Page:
A recent book on the history of financial speculation - compulsory reading in a period of roller coaster stock behaviour - began by quoting Sir Earnest Cassell, banker to King Edward VII, as saying:
When I was young, people called me a gambler. As the scale of my operations increased I became known as a speculator. Now I am called a banker. But I have been doing the same thing all the time. 
Those of us who have been in the industry for a while would have to turn this declaration around.
When I started out in the telecommunications industry everyone said it was a solid but rather mechanical business. Then I started being told I was in the business of computing and information technology, and everyone said it was an exciting new wave of high technology. Now when I say I am in the business of the Internet and new electronic interfaces, people label me as being part of a new wave of dubious stock speculators.
But I have been doing the same thing all the time.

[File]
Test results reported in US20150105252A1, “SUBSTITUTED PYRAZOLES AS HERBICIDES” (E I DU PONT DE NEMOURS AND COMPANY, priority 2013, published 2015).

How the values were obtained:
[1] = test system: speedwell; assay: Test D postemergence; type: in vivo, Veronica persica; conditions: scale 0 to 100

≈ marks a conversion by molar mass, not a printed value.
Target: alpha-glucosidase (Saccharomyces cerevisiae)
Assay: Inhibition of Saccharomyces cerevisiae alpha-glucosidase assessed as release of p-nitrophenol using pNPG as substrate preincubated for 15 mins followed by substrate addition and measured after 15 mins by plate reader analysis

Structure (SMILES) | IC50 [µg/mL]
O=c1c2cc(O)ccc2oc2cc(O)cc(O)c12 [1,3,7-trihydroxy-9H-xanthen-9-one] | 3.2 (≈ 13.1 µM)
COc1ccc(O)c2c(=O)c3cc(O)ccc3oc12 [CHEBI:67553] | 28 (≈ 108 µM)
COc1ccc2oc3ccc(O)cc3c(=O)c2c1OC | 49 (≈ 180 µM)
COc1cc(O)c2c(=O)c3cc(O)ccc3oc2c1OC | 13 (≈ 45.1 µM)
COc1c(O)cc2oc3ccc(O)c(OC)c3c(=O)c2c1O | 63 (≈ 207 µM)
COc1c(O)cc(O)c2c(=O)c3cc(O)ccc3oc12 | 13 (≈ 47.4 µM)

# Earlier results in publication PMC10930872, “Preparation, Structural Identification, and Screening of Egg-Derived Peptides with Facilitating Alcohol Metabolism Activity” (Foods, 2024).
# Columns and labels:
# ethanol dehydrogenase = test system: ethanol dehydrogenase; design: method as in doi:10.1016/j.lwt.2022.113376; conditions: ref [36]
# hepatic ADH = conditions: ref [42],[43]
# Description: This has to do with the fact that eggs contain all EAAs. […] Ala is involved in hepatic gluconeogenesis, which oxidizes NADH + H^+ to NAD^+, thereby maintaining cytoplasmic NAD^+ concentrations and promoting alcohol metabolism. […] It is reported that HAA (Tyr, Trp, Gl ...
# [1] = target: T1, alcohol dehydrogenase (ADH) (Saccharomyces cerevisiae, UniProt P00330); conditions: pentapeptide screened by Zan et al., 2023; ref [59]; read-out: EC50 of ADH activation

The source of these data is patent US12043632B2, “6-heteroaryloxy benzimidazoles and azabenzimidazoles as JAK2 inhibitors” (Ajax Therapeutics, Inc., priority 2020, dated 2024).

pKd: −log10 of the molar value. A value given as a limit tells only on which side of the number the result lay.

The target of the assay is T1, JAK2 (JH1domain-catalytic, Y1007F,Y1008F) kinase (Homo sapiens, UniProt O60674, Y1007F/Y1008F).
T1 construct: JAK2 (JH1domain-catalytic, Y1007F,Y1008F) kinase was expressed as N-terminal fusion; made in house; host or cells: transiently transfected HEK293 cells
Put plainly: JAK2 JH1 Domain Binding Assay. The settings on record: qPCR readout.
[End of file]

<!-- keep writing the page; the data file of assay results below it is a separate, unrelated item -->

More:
What has changed is the world: world-wide change fuelled by the impact of competition, convergence, globalisation, and, now, investors and stock markets.
But our core business has not changed. Our core business is the networking of activity: the activities of facilitating people communicating, facilitating business transactions, and linking people to information. Business plans and pricing models which forget this reality will miss the mark, will get this business terribly wrong.
The challenge for us today in 1999, at the last Internet World of the decade, the century and the millenium, is to take stock of where we have got to and to think about the agenda for a new era.